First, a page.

Tuscan Wine Exploration
Barry Weinman: 24th April 2016
When I think of the wines of Tuscany, two wines typically come to mind. Chianti Classico and Brunello di Montalcino. But as this tasting amply demonstrated, that is selling this remarkable region short. The super Tuscan wines and those from Bolgari in particular are some of the real stars of the region.
It is ironic that some of the most expensive wines from the region, such as Antinori’s Solaia carry the generic IGT Toscana appellation, due to the use of Cabernet Sauvignon, which precludes the use of the Chianti name.
Antinori – Cabernet Sauvignon/Sangiovese – Solaia – IGT Toscana – 2004 (18). Complex leather and earth notes, an almost floral fruit character and a touch of savoury plum. The palate has tobacco, hints of licorice, spice and plum like notes. Cedary oak to close and fine tannins. Developed, but not that old.
Antinori – Sangiovese/Cabernet Sauvignon – Tignaello – 1999. (18.7). Savoury, earthy notes on the nose. With leather and licorice, there is great depth and power, with a silky, almost seamless finish that is very long. Talc-like tannins and supple acid cuts through on the finish. Fine, elegant and drinking superbly, this is a magical wine.
Valdicava – Sangiovese – Brunello di Montalcino – 2001 (18). Very different style, with distinct structural components and chewy tannins. If anything, this is still a touch closed. Excellent length to the almost cherry-like fruit. Very powerful, this will live for years to come.
Farnito – Sangiovese/Merlot/Cabernet Sauvignon – Camponibbio – 2005 (17.5). Freshness of fruit a highlight. Sweet, ripe and supple fruit on the palate. Silky, the textural components sit well with the fruit. Excellent length, the fruit runs right through the palate.
San Filippo – Sangiovese – Le Lucere – Brunello di Montalcino – 2010 (17.8). Youthful and vibrant, with an abundance of fine fruit complemented by supple tannins and oak. Whilst firm, there is a lovely immediacy to the wine. Souring acidity and dusty tannins to close. Great now, but will age well for years.
Nino Negri – Nebiolo – Sfursat – Sforzato di Valtellina – 2010 (17.5). A more serious effort, with depth and structure. Almost chewy, the fine tannins sit nicely with the fruit. Supple and approachable, yet there is good depth. Nice.
Uccelliera – Sangiovese – Brunello di Montalcino – Reserva – 2004 (18.5). Real depth to the fruit. Powerful, chewy, textured, structured and very long. The fruit is still suppressed now. An amazing wine that will easily live for another 10 years.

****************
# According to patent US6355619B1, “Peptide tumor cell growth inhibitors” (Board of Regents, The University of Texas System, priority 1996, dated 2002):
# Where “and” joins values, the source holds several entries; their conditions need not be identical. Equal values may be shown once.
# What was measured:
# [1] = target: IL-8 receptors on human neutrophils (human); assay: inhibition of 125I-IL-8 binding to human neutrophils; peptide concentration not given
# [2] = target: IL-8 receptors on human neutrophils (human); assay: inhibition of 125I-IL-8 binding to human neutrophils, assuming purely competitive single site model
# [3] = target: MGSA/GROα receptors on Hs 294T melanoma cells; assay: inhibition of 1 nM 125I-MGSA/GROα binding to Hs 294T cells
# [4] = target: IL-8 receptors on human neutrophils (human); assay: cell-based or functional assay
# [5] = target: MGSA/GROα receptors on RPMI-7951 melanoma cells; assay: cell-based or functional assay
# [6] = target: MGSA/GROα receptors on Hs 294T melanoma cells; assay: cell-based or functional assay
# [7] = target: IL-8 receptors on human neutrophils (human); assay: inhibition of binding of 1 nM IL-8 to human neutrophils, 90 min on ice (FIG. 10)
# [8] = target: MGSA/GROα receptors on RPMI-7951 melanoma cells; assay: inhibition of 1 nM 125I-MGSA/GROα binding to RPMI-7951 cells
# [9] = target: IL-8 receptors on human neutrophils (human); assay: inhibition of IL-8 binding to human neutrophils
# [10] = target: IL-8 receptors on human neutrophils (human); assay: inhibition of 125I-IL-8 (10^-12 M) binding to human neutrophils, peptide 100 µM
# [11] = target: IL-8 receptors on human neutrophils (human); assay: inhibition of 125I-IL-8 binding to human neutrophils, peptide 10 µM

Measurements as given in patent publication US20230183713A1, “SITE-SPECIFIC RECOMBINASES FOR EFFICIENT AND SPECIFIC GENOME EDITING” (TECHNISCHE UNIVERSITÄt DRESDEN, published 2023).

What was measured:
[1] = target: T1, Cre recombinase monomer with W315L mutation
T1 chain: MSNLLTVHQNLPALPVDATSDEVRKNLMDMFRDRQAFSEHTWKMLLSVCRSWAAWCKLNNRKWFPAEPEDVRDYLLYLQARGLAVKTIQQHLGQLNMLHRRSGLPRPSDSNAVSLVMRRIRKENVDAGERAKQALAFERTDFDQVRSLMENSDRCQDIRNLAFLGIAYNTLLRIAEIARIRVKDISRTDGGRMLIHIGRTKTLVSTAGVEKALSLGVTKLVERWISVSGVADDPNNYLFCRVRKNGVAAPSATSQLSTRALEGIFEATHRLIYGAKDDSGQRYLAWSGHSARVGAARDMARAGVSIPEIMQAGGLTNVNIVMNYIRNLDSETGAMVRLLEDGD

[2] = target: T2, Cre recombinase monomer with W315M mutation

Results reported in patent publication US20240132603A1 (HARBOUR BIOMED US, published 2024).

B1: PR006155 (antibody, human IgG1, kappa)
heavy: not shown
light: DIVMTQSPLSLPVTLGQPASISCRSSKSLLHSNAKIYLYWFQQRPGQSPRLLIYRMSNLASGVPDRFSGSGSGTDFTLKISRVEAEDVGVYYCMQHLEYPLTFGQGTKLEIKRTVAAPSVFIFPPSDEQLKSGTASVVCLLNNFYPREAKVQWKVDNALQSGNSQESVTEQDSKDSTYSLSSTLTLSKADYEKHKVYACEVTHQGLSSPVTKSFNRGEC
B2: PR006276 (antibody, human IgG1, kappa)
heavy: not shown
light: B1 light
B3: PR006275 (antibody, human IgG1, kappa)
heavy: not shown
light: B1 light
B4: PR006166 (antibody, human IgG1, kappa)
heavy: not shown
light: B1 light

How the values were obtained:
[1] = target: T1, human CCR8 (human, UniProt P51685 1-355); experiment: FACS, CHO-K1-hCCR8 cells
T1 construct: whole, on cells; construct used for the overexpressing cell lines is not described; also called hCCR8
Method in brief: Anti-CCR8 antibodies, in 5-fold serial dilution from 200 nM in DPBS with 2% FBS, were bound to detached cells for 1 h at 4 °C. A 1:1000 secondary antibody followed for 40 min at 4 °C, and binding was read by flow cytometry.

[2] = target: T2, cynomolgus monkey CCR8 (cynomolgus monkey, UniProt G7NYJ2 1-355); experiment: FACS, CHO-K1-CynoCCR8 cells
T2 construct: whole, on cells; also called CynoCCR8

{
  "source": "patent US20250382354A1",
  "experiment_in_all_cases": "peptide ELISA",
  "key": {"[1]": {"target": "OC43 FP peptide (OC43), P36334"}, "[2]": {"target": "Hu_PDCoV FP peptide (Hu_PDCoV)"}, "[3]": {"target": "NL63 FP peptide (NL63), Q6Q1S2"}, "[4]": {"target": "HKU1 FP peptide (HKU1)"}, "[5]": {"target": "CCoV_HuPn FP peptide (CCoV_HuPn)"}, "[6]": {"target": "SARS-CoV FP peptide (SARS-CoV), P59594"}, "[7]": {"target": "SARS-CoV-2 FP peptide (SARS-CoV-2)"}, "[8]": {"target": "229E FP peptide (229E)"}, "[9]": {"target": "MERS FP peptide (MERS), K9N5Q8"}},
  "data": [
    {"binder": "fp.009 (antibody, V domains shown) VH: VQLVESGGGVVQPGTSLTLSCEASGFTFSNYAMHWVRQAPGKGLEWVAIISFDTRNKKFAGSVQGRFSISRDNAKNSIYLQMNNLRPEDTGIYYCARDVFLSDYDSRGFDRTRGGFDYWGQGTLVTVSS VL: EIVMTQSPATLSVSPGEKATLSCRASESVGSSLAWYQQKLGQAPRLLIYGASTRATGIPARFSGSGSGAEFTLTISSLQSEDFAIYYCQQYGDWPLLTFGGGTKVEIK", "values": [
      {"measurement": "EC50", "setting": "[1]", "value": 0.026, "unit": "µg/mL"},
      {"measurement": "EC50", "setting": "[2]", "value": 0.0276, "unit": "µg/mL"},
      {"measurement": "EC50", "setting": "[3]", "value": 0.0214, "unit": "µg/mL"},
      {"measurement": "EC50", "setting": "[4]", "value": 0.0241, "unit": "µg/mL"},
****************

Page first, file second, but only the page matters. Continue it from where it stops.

Antinori – Sangiovese/Cabernet Sauvignon – Tignaello – 2008 (18.3). More accessible, with almost cherry notes. Savoury and spicy, with white pepper highlights. The supple textural notes complement the fruit. A delight to drink.
Frascole – Sangiovese – Chianti Rufina – 2012 (17.5). Savoury, sesame and water cracker notes. The cherry-like fruit is chewy, long and supple. This is drinking a treat.
Antinori – Sangiovese – Brunello di Montalcino – Pian delle Vigna – 1997 (17.8). Savoury, acidic, taut. Very long, but just a touch tough.
Fantini – Edizione – Cinque Autoctoni – 14 – 2012. (18.5). This might have a very complicated name, but the wine is excellent. Super sweet ripe fruit. Cedar and vanilla from the oak. Supple structure, excellent length. Remarkably approachable, given the structural components. Will live for a long time. Massive bottle is an environmental disaster, but looks great. ($47 from My Wine Guy)
Monsanto – Sangiovese – Chianti Classico – 2007 (18) What a lovely wine. The fruit is bright and fresh, but the savoury, structured nature of the wine suggests that further aging will be of benefit. Long and savoury, with souring acidity, this is a somewhat traditional style
Il Palazzone – Sangiovese – Brunello di Montalcino – 2006 (18.5). Super sweet fruit set against fresh oak that has a distinctly vanillin oak characters. The palate has traditional structural elements making this savoury and smart.